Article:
From Gems to Gems

Taking the bypass, we headed out of Gatlinburg, avoiding the crowds waiting for the Jurassic Park ride, the Titanic or the Hatfields and McCoys. We entered the Smoky Mountain Parkway and were struck by its beauty. Each curve brought a vista more beautiful than the next. The smoke fog swirled atop the mountains, giving them a blue hue.  

 

I took many pictures, the one above is just an example. At the end of the Great Smoky Mountain Parkway, we entered the village of Cherokee. We wandered around the shops featuring locally made crafts. I bought a box made from horsehair pottery and Brian bought a buffalo tooth necklace. I also bought a bracelet fashioned from seed beads that the Cherokee believe are the tears shed during the Trail of Tears in the 1830s during the Indian relocation. In book two, Anne and CC visit the Cherokee village so these facts are helpful to know.

We then drove along a one lane highway that curved up and down and around the mountains. We were off to the mines, literally. I had researched and decided the best place to try our luck was the Sheffield Mine outside Franklin. Plus it had covered flume lines and advertised “clean restrooms.”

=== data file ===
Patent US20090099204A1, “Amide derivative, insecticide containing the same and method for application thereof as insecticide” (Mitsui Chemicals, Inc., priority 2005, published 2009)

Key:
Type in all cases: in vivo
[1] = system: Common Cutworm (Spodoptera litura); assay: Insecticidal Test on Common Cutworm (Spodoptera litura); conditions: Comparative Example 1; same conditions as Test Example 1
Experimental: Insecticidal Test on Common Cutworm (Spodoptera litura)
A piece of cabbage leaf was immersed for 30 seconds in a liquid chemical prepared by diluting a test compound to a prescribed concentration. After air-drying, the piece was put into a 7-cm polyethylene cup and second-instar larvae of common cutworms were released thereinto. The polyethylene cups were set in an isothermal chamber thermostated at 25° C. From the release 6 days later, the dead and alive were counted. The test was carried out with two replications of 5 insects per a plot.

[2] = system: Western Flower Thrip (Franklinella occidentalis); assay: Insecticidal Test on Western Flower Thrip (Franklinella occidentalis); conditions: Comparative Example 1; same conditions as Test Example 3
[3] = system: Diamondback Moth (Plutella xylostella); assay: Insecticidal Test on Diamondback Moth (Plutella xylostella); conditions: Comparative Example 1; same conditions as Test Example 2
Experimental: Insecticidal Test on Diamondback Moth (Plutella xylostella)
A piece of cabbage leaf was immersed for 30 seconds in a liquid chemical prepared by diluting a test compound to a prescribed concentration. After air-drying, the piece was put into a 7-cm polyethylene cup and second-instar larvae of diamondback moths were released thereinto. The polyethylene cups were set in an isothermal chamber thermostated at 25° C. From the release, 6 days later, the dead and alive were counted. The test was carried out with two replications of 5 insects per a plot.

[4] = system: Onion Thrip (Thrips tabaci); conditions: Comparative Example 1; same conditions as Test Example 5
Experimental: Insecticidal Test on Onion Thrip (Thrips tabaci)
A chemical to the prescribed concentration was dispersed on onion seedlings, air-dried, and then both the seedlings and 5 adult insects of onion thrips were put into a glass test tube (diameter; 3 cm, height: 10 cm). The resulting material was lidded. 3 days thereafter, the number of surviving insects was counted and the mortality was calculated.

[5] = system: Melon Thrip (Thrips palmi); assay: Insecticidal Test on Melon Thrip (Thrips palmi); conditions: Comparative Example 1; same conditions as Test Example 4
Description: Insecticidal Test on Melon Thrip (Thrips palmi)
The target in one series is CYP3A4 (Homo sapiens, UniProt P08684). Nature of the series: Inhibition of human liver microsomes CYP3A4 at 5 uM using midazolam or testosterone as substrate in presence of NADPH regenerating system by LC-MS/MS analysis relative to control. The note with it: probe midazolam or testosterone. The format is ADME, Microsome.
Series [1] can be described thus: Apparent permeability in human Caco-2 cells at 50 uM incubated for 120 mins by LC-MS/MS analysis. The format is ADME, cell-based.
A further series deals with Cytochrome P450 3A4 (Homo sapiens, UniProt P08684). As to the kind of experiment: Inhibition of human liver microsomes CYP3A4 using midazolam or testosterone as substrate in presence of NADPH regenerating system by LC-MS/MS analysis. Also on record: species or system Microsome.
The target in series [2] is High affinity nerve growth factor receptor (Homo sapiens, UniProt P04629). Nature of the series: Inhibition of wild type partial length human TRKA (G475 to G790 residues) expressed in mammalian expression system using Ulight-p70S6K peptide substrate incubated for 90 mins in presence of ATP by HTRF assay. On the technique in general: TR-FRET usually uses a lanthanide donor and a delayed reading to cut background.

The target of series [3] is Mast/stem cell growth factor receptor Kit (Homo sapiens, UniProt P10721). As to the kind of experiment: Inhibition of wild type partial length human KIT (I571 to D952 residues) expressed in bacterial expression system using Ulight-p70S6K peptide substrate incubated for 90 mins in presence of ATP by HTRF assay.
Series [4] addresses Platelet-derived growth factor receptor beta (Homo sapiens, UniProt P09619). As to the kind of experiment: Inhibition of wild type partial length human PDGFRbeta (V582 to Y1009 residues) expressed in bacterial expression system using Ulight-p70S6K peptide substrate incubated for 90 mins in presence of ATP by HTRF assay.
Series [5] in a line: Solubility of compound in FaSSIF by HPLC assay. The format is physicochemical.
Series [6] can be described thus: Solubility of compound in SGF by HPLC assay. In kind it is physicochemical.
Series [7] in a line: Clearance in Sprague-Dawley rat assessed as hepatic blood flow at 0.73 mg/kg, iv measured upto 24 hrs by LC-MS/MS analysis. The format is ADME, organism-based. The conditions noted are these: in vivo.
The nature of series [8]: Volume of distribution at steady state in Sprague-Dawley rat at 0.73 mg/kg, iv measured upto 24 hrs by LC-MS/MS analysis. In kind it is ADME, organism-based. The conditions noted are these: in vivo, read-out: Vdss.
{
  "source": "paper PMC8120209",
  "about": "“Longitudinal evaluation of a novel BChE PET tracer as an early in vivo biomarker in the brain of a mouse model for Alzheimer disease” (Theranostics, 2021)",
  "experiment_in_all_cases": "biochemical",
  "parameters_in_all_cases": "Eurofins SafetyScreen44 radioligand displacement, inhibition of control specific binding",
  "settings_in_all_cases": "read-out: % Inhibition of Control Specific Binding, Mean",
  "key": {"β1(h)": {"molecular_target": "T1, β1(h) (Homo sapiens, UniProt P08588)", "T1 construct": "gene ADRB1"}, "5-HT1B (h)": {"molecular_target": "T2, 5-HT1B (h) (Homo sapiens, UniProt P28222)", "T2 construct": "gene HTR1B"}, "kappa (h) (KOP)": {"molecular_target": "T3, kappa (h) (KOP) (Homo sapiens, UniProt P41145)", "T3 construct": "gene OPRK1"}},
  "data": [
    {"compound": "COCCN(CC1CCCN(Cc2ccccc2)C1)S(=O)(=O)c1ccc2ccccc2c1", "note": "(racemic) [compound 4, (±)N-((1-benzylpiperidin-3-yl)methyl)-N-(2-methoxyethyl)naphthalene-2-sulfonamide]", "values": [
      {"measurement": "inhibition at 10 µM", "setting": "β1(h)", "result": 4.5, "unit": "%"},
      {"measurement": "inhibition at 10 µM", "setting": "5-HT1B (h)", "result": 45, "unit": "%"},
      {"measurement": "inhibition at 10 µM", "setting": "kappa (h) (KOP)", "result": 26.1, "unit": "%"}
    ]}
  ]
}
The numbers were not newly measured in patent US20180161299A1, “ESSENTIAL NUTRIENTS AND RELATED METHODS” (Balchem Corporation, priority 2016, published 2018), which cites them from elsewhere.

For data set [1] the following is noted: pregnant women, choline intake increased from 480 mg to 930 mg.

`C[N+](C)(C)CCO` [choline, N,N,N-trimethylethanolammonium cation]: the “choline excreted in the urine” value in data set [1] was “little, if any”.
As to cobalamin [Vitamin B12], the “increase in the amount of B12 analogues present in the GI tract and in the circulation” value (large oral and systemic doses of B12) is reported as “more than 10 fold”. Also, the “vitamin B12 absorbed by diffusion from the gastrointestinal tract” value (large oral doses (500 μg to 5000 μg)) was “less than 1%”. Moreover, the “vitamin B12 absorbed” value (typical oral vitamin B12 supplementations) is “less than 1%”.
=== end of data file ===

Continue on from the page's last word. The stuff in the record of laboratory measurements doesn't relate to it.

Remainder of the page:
The restrooms were clean at least. After climbing the steep hill down to the flume line, Brian and I each collected our native buckets, unseeded, but possibly including a North Carolina ruby or sapphire, pink not blue. We sat at the flume line and cleaned stones and acted like rock tumblers til my arms ached. Brian found a 15 carat ruby and several smaller ones. I splurged and bought a “sparkler” bag. I quickly found an ametrine, half amethyst, half citrine. 

 
We gathered our bags of stones and headed immediately to the local gem cutter. We decided to have the ruby made into a pendant along with the ametrine. 

Then we headed to our hotel to wash the dirt off. We enjoyed a simple meal in our room, finished proofing “Murder by the Spoonful” and watched America’s Next Food Network Star. Oh, and munched on donut gems.

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